Global good, encouraging employment and flat fears


The IMF estimates advanced economies will grow 2.5% in 2018 and 2.2% in 2019, up half a point each from their 10/17 report. US growth was boosted from 2.3% to 2.9% this year and 1.9% to 2.7% for 2019 due to powerful temporary fiscal stimulus. The IMF also noted that longer-term prospects for advanced economies are sobering given aging populations, weak productivity growth, high debt, possibly reduced trade and more.


Real GDP in 18Q1 grew at an annualized rate of 2.3%, beating expectations of 2%. This was the best Q1 growth since 2015 and keeps us on track for growth of at least 2.75% in 2018. It slid from 2.9% in 17Q4 due to post-hurricane declines in car purchases and home repairs. Growth was buoyed by business investment in equipment (now enjoying very favorable tax treatment), non-residential structures, and inventories.


April’s employment numbers were good. The unemployment rate fell to 3.9%, its best rate since 12/00, and the broadest measure of unemployment fell to 7.8%, best since 12/01. Yet wage growth was unchanged from earlier months, easing fears of inflation. And, that’s surprisingly good because job growth of just 164,000, and the upward revision of 32,000 to just 135,000 for March, suggests a labor market slowly running short of workers.


The recent tax cuts and spending increases will push up business and household spending, which will necessarily boost imports, which in turn will hurt our trade deficit. At the same time, these policies will also widen the budget deficit. And, looking back in history, every $1 billion rise in the budget deficit leads to the trade deficit increasing by $350 million. So, expect the trade deficit to worsen.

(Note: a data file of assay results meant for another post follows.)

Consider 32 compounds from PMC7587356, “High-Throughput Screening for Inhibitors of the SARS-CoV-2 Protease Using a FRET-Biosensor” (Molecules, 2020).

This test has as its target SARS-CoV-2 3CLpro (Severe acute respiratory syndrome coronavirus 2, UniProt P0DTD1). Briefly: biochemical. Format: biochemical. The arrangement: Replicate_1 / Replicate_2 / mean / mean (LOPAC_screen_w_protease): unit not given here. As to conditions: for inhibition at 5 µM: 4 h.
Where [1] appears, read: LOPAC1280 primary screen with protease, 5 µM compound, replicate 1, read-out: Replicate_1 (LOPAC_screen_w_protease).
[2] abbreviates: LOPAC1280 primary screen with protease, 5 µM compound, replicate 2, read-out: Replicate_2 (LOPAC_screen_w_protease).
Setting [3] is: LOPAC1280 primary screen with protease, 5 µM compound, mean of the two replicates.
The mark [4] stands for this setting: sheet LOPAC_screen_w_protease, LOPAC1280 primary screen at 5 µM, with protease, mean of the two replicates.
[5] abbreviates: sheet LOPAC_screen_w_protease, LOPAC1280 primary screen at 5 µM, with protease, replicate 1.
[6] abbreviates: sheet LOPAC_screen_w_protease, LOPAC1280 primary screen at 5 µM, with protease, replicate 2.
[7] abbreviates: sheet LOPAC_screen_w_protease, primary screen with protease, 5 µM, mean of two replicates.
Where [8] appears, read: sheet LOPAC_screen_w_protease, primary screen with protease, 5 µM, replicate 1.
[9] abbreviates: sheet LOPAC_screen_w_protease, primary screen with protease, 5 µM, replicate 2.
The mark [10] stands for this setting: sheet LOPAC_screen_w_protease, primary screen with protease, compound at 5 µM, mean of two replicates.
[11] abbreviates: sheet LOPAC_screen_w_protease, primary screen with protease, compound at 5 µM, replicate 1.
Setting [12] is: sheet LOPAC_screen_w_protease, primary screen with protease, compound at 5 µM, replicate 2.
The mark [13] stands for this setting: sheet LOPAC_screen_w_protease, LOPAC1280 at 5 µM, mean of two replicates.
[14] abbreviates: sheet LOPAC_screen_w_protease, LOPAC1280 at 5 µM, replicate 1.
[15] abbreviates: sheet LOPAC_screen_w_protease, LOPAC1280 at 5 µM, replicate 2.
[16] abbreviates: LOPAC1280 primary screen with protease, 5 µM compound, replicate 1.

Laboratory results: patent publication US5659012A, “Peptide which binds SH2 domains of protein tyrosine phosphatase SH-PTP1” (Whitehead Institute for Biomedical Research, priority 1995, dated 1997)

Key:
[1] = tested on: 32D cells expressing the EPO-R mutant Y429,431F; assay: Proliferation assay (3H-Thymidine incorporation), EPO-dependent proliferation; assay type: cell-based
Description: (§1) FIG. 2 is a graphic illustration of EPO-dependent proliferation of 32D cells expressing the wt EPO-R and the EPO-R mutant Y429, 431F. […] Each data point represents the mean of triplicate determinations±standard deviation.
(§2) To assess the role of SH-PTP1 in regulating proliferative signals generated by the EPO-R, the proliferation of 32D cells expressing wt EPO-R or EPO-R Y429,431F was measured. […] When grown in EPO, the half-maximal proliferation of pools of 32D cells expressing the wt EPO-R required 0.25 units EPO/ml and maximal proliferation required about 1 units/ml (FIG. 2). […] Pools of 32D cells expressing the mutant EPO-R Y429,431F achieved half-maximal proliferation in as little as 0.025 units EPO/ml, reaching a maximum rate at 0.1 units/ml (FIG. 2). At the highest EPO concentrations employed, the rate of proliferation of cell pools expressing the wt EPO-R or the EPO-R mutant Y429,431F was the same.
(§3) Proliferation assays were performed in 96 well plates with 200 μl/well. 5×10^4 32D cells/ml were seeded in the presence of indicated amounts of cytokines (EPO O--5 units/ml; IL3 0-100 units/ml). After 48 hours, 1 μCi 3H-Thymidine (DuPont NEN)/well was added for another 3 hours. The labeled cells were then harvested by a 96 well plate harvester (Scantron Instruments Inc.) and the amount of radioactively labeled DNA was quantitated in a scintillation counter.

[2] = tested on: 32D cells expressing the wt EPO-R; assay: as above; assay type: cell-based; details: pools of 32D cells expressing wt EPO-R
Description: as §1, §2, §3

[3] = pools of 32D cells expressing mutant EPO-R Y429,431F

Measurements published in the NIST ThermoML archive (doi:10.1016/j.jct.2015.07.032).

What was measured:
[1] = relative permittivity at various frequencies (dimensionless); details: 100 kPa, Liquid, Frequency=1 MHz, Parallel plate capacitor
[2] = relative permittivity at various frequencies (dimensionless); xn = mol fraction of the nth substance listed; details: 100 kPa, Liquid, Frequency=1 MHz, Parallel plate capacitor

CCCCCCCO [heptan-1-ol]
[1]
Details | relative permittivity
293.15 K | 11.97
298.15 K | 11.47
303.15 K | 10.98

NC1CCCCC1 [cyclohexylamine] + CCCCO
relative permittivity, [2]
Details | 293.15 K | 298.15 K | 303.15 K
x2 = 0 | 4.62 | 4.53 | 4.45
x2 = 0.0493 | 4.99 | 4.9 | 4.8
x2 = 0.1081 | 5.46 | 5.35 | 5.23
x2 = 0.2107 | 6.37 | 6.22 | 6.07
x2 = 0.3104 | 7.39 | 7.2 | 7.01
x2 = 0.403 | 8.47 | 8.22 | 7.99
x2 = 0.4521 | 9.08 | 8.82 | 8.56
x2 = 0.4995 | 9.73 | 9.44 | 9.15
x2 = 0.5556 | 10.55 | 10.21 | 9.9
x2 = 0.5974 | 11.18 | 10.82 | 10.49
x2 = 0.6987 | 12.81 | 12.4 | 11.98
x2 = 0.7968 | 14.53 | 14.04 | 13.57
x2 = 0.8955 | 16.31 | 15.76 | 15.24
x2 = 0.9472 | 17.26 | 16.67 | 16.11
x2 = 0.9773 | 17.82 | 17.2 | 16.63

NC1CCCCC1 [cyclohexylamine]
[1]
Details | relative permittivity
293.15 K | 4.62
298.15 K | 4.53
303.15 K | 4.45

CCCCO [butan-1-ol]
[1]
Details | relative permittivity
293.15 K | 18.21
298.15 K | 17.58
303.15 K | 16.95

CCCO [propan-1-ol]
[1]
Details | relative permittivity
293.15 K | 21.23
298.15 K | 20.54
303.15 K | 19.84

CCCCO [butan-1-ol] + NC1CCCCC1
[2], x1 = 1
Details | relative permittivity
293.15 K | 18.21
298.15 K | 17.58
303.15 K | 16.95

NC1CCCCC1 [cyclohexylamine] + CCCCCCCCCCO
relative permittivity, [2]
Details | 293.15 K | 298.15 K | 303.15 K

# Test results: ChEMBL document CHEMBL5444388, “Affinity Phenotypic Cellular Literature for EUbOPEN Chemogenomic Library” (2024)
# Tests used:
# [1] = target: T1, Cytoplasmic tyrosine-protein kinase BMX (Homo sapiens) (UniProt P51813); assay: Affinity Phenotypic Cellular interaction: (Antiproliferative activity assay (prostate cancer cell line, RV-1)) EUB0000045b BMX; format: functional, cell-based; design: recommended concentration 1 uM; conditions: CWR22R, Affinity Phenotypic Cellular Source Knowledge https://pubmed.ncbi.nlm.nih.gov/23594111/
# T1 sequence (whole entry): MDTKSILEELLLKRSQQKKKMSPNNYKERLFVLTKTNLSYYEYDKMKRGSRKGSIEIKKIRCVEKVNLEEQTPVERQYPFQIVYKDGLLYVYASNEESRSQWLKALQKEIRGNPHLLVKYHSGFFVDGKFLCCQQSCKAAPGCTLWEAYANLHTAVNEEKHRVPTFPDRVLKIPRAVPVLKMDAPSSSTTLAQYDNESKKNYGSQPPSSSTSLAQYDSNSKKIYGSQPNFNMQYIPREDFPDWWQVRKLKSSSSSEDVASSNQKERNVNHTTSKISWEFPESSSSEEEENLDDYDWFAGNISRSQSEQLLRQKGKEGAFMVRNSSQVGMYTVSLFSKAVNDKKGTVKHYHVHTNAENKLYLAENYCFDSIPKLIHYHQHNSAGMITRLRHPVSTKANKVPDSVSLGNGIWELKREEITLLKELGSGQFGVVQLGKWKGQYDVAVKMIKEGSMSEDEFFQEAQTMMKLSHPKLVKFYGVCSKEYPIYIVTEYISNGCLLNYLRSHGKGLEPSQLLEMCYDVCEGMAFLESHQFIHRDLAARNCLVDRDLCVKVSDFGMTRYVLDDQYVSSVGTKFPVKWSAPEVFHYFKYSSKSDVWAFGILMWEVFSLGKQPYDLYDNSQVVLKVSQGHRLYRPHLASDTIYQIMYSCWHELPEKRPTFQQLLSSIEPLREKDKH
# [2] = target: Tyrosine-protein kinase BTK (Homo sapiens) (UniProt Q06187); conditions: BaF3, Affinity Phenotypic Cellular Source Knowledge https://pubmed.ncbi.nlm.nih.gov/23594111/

After declining 0.25% in December, 0.68% in January, and 0.23% in February, inflation-adjusted retail sales jumped 0.62% in March and are now, solidly back at trend growth. Moreover, because those months are volatile, looking at Y-o-Y growth is preferable. Y-o-Y real retail sales growth troughed in 5/16 and have steadily risen since and are now solid at 2.1%. Low unemployment, good consumer confidence and tax cuts should keep it going.


The flattening yield curve, or the declining differential between long-term and short-term rates, is giving many heartburn. Since 1970, every time it’s inverted (and short rates have exceeded long rates), a recession has followed. Are we near a recession? Very unlikely! The current flattening suggests nothing more than continued short-end Fed rate hiking, little inflation expectations, and slow long-run growth due to weak population and labor productivity increases. Chillax.

Source: Elliot Eisenberg, PhD., Chief Economist for GraphsandLaughs, LLC, an economic consulting firm serving a variety of clients across the United States. All rights reserved.

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